This exploratory research aims to (1) investigate the bright and dark sides of social media use during the COVID-19 pandemic; (2) explore the impact of demographic factors on social media usage; and (3) assess the effects of cultural dimensions on social media usage.
The data are collected through an online survey. Factors derived from grounded theories and models such as affordance theory and Hofstede's cultural framework were considered. Spearman correlation and nonparametric analysis were used to test the hypotheses.
The results revealed that social media usage was positively associated with healing and affiliation, and negatively associated with self-control. There are also positive associations between social media usage and sharing information related to COVID-19 without verification, perceived reliability of COVID-19 information on social media and relapse. The impact of demographic and cultural factors indicated significant effects of gender, age, marital status, educational level, power distance and collectivism on social media usage, sharing information, perceived information reliability, healing and affiliation.
This study contributes to technology affordances by examining social media's positive and negative affordances in a new context (COVID-19 pandemic). From the positive side, this study explores the use of social media for healing and affiliation. As for the negative impact of social media during the pandemic, this study assesses the user's addiction to social media use (relapse) and perception of the social media information reliability and information sharing without verification. It is among few research endeavors conducted in a non-Western country. This study also examines the influence of demographic and cultural factors on social media users. The results provide insights for both researchers and policymakers regarding social media usage.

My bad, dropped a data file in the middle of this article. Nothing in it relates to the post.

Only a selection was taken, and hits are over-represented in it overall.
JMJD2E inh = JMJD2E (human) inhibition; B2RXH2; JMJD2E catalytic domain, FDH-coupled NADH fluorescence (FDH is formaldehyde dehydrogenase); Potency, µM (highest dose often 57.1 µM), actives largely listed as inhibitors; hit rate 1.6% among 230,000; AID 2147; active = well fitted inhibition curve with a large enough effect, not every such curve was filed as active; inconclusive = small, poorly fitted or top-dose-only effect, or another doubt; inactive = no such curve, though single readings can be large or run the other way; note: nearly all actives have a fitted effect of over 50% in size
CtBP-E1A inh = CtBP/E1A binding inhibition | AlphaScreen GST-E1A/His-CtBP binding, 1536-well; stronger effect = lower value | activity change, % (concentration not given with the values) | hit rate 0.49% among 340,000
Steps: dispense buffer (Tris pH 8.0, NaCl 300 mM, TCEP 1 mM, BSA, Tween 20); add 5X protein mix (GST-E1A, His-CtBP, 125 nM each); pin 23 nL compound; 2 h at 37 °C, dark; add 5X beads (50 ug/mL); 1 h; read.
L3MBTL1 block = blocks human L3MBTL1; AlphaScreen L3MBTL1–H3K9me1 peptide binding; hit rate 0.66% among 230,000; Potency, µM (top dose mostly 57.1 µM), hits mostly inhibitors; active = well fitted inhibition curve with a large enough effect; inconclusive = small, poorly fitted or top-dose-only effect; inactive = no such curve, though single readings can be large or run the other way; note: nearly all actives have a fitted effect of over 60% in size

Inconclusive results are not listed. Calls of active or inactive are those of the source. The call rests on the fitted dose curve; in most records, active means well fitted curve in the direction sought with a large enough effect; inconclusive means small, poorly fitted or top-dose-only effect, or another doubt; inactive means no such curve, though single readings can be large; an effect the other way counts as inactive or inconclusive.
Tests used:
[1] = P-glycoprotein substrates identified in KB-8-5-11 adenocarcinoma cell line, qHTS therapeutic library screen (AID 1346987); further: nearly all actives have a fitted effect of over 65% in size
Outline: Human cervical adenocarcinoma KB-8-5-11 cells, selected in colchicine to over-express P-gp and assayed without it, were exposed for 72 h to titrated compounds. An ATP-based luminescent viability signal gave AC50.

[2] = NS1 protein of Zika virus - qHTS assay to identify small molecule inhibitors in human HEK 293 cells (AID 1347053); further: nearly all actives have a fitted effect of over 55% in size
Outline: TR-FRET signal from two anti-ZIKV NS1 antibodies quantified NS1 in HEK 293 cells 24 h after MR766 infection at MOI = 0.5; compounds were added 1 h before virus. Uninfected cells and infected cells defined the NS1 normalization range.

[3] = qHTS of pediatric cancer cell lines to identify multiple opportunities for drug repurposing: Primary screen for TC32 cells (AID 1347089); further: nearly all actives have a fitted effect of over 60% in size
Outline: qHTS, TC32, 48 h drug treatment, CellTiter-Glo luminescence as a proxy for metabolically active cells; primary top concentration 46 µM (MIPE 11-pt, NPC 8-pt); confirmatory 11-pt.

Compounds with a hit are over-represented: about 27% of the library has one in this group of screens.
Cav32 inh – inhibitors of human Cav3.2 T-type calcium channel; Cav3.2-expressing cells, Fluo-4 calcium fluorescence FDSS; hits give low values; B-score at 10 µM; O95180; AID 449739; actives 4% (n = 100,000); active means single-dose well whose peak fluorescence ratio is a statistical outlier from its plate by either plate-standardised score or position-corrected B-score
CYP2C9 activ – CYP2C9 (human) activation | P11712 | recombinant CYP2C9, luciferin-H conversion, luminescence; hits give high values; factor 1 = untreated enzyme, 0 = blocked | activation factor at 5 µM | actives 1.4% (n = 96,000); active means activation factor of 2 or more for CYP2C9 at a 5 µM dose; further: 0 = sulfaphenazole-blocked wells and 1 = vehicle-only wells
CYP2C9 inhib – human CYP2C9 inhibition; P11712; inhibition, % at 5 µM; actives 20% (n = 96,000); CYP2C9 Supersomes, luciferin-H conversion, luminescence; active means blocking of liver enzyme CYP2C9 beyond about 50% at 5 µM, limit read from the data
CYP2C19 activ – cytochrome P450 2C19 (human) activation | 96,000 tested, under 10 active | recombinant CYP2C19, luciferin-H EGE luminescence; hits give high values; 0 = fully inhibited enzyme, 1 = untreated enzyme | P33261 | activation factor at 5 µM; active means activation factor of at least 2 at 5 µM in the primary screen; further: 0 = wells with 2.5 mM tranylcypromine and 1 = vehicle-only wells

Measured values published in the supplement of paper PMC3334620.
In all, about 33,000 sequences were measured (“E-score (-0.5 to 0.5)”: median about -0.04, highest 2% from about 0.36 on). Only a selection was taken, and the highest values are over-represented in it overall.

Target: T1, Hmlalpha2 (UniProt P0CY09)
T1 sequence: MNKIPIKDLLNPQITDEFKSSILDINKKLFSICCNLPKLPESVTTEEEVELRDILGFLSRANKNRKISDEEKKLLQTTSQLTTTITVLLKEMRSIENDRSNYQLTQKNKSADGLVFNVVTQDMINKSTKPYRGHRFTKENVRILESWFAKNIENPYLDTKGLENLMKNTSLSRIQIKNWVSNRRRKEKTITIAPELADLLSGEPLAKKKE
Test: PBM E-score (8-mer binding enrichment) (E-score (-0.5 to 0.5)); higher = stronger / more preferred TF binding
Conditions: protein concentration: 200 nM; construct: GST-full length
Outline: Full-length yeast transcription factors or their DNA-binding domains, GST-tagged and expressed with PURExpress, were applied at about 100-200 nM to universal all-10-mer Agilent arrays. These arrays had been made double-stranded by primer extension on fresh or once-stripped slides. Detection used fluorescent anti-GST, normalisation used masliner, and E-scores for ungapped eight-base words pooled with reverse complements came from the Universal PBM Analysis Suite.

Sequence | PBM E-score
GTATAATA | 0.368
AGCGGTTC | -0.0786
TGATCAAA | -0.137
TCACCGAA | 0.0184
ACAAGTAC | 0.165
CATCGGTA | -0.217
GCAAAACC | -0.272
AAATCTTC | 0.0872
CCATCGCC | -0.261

Alshare, K.A., Moqbel, M. and Merhi, M.I. (2022), "The double-edged sword of social media usage during the COVID-19 pandemic: demographical and cultural analyses", Journal of Enterprise Information Management, Vol. ahead-of-print No. ahead-of-print. https://doi.org/10.1108/JEIM-07-2021-0292
Journal of Enterprise Information Management